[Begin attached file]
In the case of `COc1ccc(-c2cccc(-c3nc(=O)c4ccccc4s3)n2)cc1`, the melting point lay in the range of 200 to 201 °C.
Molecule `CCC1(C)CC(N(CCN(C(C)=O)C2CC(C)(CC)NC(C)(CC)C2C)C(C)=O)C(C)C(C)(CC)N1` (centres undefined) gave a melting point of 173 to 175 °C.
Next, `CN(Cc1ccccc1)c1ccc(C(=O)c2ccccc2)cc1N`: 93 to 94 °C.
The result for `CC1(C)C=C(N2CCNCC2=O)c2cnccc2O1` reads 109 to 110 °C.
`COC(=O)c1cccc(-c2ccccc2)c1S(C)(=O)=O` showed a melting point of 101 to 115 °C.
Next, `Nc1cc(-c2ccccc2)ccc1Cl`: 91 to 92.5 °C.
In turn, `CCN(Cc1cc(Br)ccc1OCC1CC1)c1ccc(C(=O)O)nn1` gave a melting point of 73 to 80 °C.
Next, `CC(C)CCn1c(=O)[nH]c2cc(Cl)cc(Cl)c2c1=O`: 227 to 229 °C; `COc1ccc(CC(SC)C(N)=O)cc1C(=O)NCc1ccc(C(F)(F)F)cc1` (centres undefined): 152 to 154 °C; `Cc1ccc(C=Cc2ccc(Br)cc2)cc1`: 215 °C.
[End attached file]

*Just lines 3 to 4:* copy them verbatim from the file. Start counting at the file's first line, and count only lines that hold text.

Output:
Next, `CN(Cc1ccccc1)c1ccc(C(=O)c2ccccc2)cc1N`: 93 to 94 °C.
The result for `CC1(C)C=C(N2CCNCC2=O)c2cnccc2O1` reads 109 to 110 °C.